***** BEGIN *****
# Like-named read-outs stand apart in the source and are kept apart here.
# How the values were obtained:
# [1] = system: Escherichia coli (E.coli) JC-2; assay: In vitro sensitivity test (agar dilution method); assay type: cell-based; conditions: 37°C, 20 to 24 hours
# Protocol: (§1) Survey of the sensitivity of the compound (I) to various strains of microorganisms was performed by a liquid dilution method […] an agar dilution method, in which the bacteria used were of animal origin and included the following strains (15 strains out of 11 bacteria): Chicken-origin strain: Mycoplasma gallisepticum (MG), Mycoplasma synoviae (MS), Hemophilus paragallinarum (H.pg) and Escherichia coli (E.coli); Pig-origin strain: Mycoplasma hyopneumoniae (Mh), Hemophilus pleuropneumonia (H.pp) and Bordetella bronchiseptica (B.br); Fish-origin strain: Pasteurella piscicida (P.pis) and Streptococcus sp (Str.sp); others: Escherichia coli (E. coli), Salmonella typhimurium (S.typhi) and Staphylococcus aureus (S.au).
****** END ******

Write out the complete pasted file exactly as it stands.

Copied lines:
# Like-named read-outs stand apart in the source and are kept apart here.
# How the values were obtained:
# [1] = system: Escherichia coli (E.coli) JC-2; assay: In vitro sensitivity test (agar dilution method); assay type: cell-based; conditions: 37°C, 20 to 24 hours
# Protocol: (§1) Survey of the sensitivity of the compound (I) to various strains of microorganisms was performed by a liquid dilution method […] an agar dilution method, in which the bacteria used were of animal origin and included the following strains (15 strains out of 11 bacteria): Chicken-origin strain: Mycoplasma gallisepticum (MG), Mycoplasma synoviae (MS), Hemophilus paragallinarum (H.pg) and Escherichia coli (E.coli); Pig-origin strain: Mycoplasma hyopneumoniae (Mh), Hemophilus pleuropneumonia (H.pp) and Bordetella bronchiseptica (B.br); Fish-origin strain: Pasteurella piscicida (P.pis) and Streptococcus sp (Str.sp); others: Escherichia coli (E. coli), Salmonella typhimurium (S.typhi) and Staphylococcus aureus (S.au).